It is especially effective when you have a relatively new unit.
If you don’t get this protection added, you will soon be experiencing the corrosion of your aluminum condenser coils.
How Often Should You Service Your AC?
Some people only choose to get an inspection if they experience problems, but that’s not the ideal way of maintaining the unit. Inspection and servicing of your unit should happen once a year to give the best results. That is how you will make it last the longest and have it run as efficiently as possible.
If that isn’t done, dust and dirt will accumulate and affect its efficiency by clogging up the air filters and condensing coils.
The maintenance won’t be expensive being done like this and given that your unit is running most of the time, the improved efficiency could pay for the maintenance.
HVAC Maintenance Tips
HVAC maintenance should include a bunch of things that we have listed below. These tips are a mixture of maintenance tips as well as tips that will simply help the unit last longer.
- Make sure that you have a high quality filter installed and replaced according to the specifications of the manufacturer.
While you can get air filters in different qualities, with a quality one, you won’t have to replace it as often as you will with a lower quality one. You can get ones with electrostatic charges which are especially effective at rinsing even very small particles and provide your family with great protection.
- Replacing the filter is an important step in maintaining your HVAC unit’s life and making it run as efficiently as possible.
You will generally need to change the air filter monthly, although you should see what hte manufacturer’s recommendations are, and it’s always a good idea to check it every month.
- Keep obstructions and plants away from the unit.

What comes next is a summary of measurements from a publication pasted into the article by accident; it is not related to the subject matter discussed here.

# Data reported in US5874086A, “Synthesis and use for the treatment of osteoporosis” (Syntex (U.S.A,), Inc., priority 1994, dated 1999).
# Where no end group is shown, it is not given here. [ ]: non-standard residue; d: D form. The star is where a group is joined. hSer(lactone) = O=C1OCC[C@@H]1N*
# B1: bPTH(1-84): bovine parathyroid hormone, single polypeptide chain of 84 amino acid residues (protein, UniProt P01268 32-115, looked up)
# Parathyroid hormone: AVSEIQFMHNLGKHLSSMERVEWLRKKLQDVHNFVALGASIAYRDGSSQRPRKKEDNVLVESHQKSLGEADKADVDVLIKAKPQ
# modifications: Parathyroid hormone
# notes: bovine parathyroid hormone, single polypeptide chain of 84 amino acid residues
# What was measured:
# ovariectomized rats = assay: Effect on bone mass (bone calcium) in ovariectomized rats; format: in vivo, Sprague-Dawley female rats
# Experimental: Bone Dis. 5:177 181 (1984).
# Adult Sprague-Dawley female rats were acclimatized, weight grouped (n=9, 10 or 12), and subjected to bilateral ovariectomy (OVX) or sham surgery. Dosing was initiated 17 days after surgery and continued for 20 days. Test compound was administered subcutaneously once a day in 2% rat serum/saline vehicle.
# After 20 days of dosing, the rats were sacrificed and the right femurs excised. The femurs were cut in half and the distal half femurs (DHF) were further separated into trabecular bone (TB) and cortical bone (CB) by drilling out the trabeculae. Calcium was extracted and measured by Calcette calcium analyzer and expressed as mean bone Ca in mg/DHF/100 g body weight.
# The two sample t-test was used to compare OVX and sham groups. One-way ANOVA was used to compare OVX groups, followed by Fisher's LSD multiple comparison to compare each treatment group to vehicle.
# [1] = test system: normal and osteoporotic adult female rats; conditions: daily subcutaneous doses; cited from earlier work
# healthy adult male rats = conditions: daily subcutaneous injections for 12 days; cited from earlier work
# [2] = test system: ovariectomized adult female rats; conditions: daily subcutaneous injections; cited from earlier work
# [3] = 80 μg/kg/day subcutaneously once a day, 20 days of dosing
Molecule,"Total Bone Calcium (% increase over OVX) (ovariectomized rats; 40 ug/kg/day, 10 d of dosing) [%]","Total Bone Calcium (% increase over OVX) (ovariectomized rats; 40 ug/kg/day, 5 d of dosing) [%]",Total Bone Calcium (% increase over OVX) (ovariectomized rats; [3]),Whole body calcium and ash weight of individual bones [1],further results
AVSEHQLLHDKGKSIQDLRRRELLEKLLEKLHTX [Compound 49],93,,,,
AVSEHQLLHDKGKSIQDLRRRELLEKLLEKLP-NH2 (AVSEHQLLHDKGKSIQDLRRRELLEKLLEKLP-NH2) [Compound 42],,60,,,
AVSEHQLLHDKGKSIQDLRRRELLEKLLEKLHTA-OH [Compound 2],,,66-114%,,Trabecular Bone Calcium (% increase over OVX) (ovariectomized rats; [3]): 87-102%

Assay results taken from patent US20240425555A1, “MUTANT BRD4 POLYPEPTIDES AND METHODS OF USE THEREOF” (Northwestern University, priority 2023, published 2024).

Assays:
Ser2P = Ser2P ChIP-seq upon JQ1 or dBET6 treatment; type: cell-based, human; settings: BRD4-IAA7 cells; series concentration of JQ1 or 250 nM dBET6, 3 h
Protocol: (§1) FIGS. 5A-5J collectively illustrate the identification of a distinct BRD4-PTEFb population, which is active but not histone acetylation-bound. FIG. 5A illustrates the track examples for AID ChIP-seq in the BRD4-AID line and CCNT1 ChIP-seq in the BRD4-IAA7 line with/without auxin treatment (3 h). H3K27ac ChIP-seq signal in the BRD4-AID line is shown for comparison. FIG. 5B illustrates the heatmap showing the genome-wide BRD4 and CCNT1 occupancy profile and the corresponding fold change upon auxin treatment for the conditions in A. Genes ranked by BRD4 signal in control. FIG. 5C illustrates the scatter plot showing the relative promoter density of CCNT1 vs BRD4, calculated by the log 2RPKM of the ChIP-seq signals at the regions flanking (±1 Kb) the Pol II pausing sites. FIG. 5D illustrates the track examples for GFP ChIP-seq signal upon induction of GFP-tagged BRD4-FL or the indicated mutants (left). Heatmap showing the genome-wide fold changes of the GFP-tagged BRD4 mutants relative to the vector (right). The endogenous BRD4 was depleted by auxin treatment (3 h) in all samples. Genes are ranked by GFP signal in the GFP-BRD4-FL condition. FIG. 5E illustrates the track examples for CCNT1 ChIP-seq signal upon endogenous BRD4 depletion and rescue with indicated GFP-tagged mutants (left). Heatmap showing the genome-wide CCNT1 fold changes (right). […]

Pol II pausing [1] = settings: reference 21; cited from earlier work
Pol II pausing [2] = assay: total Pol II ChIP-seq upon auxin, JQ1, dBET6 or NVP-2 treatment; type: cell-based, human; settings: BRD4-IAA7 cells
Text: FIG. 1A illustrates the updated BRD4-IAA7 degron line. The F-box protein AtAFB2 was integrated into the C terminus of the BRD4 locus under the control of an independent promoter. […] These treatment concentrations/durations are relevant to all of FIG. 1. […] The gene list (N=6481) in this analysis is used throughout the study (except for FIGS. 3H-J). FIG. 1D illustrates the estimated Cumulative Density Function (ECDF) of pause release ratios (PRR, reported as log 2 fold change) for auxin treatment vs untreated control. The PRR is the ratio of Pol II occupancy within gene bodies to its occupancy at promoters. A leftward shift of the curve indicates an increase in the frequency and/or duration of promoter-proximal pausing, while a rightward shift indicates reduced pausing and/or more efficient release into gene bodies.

The unit needs at least two feet of clearance around it to help ensure it can do what it’s supposed to and to ensure that the outdoor parts aren’t obstructed. This means removing or trimming shrubs and trees that could be limiting airflow.
- No leaves, twigs and other things should be in the way and should be removed
Twigs, leaves and pollen may fall onto your unit. When they do, it’s important to get them removed. Especially in the seasons when they tend to fall, you should be checking for it weekly. It also means that when you are mowing the lawn, you should make sure that the clippings don’t end up on the unit and that if they accidentally do, make sure to have them removed as soon as possible.
- Refrigerant lines should be inspected monthly as well as their insulation
If there’s insulation missing, it should be replaced to ensure heat loss in minimized when air is transported into the house.
- The unit should be level
All the different parts of the HVAC unit should be placed on level ground, and once a year you should make sure that the ground on which it is placed is still level and stable. The reason why it can become a problem is that it can start pulling on the parts that aren’t supposed to be pulled such as coolant tubes and electrical lines. If you start seeing that happening, or if you start seeing that it leaks water, there’s a problem that needs to be addressed.
- Avoid clogs building up in the drain.
The drain where condensation from the unit goes could get clogged up over time. Mix bleach and water and pour it down the condensate drain to keep this from happening. It should be done once a year. It will also work against mold and algae.
Do you see water puddles around the condensation drain tube? You might be dealing with a clog. Besides being inconvenient, there are also a lot of bacteria that will have the freedom to spread in such scenario.